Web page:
As a country, Bhutan has a high level of unemployment, low GDP, and it holds a place on the UN’s list of the least developed countries. For a country apparently focused on mental wellbeing, it plays host to only a few psychiatrists, according to NPR. Happiness is Bhutan’s brand, but peeling back the label offers a different story.

And then there’s the Lhotshampa.

The Lhotshampa are ethnic Nepali people living within the borders of modern Bhutan. They’re the country’s largest minority group, with the US State department estimating that ethnic Nepalese made up 35% of Bhutan’s population in 2008. In the 1980s and 1990s, though, Bhutan’s government decided it wanted them gone.

According to Human Rights Watch, the Lhotshampa have been victims of a campaign of forced expulsion since the early 1990s. On one end, the campaign is merely coercive, with one ethnic Nepali quoted by Human Rights Watch as claiming “they don’t ask me to leave, but they make me so miserable, I will be forced to leave. I have no identification, so I cannot do anything, go anywhere, get a job.”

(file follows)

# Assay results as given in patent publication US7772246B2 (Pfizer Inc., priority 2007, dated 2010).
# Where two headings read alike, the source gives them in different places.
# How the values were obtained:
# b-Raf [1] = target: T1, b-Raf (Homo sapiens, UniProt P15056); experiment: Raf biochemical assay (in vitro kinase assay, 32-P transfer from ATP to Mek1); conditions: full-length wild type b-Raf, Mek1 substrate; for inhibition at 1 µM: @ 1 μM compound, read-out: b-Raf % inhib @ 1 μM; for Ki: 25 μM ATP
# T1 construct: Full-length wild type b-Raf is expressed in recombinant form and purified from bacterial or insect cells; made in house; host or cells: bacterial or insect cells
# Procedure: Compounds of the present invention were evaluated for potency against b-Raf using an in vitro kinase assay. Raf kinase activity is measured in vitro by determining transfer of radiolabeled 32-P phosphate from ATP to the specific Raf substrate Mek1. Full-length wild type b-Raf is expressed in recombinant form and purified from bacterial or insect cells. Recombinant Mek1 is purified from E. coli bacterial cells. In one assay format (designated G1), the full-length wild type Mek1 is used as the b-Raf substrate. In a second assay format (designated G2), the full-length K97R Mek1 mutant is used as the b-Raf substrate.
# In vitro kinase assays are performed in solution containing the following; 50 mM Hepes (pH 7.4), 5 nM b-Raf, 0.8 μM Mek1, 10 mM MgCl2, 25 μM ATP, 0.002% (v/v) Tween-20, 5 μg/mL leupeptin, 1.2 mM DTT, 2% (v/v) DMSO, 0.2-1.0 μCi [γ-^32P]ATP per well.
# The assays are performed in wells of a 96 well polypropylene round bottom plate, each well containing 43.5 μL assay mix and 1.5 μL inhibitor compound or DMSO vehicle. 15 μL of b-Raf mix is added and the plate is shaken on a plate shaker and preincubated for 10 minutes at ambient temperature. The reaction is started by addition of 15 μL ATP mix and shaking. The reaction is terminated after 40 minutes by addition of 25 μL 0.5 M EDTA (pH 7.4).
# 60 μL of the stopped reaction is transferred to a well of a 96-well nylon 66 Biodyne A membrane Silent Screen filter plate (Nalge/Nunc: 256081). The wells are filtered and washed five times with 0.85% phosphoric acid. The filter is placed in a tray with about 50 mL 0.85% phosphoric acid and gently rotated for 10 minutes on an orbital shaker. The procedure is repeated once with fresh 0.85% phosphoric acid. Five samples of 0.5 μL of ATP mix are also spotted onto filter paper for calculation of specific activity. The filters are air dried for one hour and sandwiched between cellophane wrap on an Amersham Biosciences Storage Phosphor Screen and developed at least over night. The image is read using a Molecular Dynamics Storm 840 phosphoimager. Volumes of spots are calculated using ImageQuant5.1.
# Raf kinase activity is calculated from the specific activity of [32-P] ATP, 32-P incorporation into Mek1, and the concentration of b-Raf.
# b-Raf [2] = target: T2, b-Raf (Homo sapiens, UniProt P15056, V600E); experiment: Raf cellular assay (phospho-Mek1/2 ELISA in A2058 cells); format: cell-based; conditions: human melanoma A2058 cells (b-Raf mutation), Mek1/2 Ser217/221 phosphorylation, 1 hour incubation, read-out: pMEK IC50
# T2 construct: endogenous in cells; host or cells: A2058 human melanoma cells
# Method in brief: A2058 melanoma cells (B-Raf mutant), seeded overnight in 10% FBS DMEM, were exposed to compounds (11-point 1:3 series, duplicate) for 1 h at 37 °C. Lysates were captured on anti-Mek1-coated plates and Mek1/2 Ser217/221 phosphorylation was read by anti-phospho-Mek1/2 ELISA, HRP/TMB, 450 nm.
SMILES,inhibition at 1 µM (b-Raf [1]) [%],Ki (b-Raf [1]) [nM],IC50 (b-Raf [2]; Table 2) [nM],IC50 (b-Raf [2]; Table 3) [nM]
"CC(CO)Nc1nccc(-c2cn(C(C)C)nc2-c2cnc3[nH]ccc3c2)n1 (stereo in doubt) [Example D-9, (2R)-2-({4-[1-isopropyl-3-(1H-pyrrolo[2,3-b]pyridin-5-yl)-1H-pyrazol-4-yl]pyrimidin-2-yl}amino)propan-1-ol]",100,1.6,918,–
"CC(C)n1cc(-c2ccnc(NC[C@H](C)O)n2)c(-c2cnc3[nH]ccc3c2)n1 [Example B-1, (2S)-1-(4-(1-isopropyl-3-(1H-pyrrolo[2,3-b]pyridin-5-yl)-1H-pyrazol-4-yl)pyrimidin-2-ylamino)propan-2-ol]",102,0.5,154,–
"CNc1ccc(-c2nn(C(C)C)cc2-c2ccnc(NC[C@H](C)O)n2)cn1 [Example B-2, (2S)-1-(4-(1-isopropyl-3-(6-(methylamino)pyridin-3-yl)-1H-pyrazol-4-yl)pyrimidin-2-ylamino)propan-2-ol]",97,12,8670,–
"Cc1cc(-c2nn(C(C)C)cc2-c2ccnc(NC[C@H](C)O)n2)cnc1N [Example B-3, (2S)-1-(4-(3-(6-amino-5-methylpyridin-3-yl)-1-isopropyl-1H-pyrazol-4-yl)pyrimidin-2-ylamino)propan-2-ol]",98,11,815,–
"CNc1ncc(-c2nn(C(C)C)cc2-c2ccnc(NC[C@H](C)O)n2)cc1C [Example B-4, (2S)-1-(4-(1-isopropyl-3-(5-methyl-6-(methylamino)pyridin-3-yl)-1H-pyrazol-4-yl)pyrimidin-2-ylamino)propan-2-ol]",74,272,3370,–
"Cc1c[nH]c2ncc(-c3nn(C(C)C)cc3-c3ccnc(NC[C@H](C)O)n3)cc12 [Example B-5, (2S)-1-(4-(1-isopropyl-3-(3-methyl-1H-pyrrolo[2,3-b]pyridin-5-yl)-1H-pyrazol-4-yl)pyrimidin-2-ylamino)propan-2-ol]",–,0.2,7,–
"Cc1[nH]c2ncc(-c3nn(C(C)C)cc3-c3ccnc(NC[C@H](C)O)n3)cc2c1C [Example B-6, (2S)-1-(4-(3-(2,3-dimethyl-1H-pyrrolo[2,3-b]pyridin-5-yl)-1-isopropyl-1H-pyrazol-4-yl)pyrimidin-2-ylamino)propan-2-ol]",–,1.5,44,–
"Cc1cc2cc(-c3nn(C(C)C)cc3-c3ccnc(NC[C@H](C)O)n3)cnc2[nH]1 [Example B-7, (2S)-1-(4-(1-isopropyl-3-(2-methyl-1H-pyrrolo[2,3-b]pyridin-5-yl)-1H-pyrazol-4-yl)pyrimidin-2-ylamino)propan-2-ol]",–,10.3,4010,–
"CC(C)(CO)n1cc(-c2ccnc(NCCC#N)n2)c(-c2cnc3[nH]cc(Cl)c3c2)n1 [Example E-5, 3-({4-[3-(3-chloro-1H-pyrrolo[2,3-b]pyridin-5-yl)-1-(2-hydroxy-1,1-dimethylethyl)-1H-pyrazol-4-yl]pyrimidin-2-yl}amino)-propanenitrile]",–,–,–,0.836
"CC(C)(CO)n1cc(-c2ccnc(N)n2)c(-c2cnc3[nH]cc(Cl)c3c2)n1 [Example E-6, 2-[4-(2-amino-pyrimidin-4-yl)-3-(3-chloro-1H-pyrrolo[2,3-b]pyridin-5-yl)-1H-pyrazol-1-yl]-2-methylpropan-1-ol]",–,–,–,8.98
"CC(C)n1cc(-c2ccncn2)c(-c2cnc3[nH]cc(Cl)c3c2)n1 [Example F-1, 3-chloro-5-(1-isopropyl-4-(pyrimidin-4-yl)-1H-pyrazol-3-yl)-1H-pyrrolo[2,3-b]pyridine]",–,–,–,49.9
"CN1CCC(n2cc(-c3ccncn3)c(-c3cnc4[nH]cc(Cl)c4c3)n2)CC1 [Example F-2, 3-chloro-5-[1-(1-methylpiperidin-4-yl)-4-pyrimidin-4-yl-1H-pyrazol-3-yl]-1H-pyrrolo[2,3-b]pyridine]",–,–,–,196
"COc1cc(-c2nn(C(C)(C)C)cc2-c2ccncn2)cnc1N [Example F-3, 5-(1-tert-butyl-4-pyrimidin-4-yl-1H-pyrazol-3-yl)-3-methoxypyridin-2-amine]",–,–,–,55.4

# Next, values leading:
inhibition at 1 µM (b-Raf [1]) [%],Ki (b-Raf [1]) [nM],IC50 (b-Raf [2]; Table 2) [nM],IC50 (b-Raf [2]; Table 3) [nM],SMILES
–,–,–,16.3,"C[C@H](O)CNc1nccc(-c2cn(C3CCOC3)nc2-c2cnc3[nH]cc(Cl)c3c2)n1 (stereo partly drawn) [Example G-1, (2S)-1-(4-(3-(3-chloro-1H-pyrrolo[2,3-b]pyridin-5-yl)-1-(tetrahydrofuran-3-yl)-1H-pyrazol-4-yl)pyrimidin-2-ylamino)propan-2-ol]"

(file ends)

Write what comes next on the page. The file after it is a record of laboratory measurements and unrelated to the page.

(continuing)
On the other, it’s deliberate. Another refugee told Human Rights Watch “as we left Bhutan, we were forced to sign the document. They snapped our photos. The man told me to smile, to show my teeth. He wanted to show that I was leaving my country willingly, happily, that I was not forced to leave.” Gross national happiness.

The Lhotshampa were initially resettled in refugee camps and communities in Nepal or India. More recently, they’ve been recognized as a displaced community and qualified for placement elsewhere. There’s been a limited resettlement of Lhotshampa people in the United States. In Bhutan, discourse over the Lhotshampa expulsion is kept quiet. They’d rather talk about happiness.